School to use facial recognition thermometers outside buildings
The Booneville School Board was presented a personal protective equipment (PPE) supply purchase made by the school district in advance of the coming school year.
The list, the cost of which is covered by the CARES stimulus pagckage passed by Congress, is highlighted by six facial recognition thermal cameras at about $2,500 apiece.
The devices will be able, once a student or staff member is captured, to recognize the face, and record a temperature, which it can store for two weeks, before an individual is permitted into a building.
“You walk by, it recognizes your face and says stick your wrist out and it takes your temperature and it logs it. They do 20 per minute,” said Goff.
The devices also reportedly work whether an individual is wearing a mask or not, and can be set to not allow entry unless a mask is worn.
In the case of a temperature exceeding a programmed limit — 100.4 is the CDC recommended level to have an individual isolate — an alert will sound to have the person report to a school nurse for verification, according to Superintendent Trent Goff.
The devices will be positioned where students enter buildings, including at the bus drop off area at the elementary school.
Also purchased were six 55-gallon drums of hand sanitizer, 4,200 washable cloth masks, 20 no contact thermometers, 30 500-pack of gloves, 20 N-95 masks, 1,500 disposable three-ply masks, and safety goggles and gowns for the wellness center and school nurses.
The purchase was made through a bidding process operated by the Guy Fenter Western Arkansas Educational Cooperative, Goff said.
The board also approved a resolution that would allow Goff, if necessary, to purchase PPE without going through a competitive bidding process.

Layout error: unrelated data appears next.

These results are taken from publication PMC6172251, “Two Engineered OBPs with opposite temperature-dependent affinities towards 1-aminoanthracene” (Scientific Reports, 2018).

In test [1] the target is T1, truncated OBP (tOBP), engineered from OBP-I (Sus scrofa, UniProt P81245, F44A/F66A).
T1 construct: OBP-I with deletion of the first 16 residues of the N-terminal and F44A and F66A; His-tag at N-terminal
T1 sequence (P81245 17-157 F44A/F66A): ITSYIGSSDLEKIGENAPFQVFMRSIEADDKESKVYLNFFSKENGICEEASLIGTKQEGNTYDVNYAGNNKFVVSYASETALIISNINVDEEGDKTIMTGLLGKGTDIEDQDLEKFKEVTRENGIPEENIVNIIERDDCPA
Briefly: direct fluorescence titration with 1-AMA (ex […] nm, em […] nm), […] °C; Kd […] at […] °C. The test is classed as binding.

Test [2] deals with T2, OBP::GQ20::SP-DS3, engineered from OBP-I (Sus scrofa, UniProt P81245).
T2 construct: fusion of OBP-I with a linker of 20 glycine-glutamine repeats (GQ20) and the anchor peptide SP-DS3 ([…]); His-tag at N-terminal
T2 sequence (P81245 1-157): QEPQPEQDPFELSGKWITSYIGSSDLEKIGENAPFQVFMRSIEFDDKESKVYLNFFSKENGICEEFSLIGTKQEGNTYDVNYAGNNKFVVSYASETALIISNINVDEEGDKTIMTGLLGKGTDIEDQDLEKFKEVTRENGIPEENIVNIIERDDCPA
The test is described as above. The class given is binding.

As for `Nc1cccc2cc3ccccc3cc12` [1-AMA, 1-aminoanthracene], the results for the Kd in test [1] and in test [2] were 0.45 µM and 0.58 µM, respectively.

In other matters, the new Booneville School District administration building is expected to be inhabited by the end of this week, or early next week Goff told the school board.
Goff said he and most of the staff who will be moving to the new home on Main Street from the current building on Seventh Street have already began making the move.
“We’re still waiting on a reception desk, but one of our gracious members has volunteered a lot of his time to get the fiber spliced and run for us,” said Goff. “We’ve moved quite a few things over there already. Basically the internet is up and running.
“The board table is over there. Our next board meeting will be over there. I think you’ll be impressed.”
Since April the board meetings have been held in the elementary school library to observe social distancing recommendations.
The board also approved a new school year calendar necessitated by Governor Asa Hutchinson’s directive that the school year begin between Aug. 24 and 26.
“We still have to have 178 student contact days regardless,” said Goff. “What we want to do is start school on Aug. 24 and through the governor’s directive, we can recapture some of the days through virtual learning.”
Goff said that means some of the breaks scheduled, like a full week for Thanksgiving, will now include a couple of virtual learning days to start the week before the actual break begins.
Recouping several others, like Feb. 15, would mean the school would dismiss, “only one or two days later than we would have,” said Goff. “Teachers and everybody will still be out before Memorial Day.
Goff said some schools are making up days on selected Saturdays but he was not for that idea.
The district did not have to get approval of the plan of its personnel policy committee, but administrators did so anyway and they are in favor of the revised calendar, Goff said.